NRA beefing up ground game in 2014 elections; predicts pro-gun Senate

National Rifle Association officials are predicting a massive election push this year to seal last spring’s victory over gun-control groups that tried to take advantage of the 2012 Sandy Hook school shooting to gut the Second Amendment.


“We fully expect to win a pro-gun Senate in this cycle,” NRA President Jim Porter told the Washington Examiner at the Great American Outdoor Show in Harrisburg, Pa. “It is vital certainly to our issues, but it is vital to the well-being of this country.”

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The setting of Porter’s prediction was perfect. The Great American Outdoor Show replaces the Eastern Sports and Outdoors Show, which was canceled last year after organizer Reed Exhibitions banned “assault rifles” because of the Newtown, Conn., massacre.

In response, the NRA pulled out and gun exhibitors and sponsors boycotted the show, forcing it first to be postponed, then called off entirely. The show returned this year under NRA management and without any politically correct restrictions on exhibits. More than 200,000 are expected to attend.

Former NRA President David Keene told the Harrisburg Patriot-News in January that the collapse of the Eastern Sports show and its takeover by the NRA was a victory for his group. The show of strength should be a lesson for Second Amendment defenders – and for gun-grabbers like former New York City Mayor Michael Bloomberg, his Mayors Against Illegal Guns group, and anti-gun fellow travelers.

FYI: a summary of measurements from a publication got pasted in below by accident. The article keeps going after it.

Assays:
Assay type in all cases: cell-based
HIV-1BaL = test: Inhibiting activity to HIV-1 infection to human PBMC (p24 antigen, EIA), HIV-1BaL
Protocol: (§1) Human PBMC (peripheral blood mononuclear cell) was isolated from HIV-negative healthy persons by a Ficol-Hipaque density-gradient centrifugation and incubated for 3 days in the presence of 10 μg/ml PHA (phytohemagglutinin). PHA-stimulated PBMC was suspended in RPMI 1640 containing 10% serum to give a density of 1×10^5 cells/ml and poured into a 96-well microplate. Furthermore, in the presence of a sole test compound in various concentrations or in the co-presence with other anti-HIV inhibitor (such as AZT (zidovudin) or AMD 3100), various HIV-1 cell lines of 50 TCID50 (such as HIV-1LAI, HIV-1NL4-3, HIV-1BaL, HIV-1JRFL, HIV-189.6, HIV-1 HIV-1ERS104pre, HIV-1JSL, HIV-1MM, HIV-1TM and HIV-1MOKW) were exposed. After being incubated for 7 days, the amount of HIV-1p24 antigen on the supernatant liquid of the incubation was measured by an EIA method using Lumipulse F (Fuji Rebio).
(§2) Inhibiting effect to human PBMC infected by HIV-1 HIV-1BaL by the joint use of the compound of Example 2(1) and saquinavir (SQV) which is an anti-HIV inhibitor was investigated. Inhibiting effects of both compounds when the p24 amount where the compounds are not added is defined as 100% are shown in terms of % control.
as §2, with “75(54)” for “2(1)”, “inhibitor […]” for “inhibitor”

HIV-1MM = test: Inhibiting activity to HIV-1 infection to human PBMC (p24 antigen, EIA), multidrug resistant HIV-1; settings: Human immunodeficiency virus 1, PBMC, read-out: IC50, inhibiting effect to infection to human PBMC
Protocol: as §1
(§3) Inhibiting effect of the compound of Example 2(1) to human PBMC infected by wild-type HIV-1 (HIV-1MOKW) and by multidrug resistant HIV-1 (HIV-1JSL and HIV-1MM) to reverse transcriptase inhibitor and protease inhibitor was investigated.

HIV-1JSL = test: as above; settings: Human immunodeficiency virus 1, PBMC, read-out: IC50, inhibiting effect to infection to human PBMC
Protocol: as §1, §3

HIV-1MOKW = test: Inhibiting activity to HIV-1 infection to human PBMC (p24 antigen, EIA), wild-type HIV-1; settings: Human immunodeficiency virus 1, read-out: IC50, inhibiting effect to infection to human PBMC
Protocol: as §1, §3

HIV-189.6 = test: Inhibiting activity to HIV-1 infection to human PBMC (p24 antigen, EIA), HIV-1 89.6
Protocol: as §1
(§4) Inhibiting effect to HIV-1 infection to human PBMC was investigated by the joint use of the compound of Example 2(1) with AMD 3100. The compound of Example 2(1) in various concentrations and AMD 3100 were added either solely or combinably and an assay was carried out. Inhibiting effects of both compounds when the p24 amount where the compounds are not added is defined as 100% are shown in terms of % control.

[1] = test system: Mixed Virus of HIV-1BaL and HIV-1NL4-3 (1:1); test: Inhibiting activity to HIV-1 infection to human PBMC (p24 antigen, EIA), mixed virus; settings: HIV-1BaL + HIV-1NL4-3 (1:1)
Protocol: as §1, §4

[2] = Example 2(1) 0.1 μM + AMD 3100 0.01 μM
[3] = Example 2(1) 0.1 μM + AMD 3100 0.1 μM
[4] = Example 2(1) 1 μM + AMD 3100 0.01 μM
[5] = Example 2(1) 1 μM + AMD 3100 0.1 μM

The NRA is ready to use its clout to protect gun rights, and gun owners who saw last year’s Senate fight will be a major part of the action, Keene told the Examiner.

“They know what the opposition is, they know how close it is in the Senate,” he said. “They know that the Supreme Court could be at stake in the next few years.”

And they should know that gun-control groups won’t let their defeat last year be the end of the matter – not with two years left of the Obama administration.

“Bloomberg is not going away. What he’s going to do is double down,” NRA spokesman Andrew Arulanandam told the Times. “This is definitely not over yet we still have a lot of work to do, with emphasis on ‘a lot.’”


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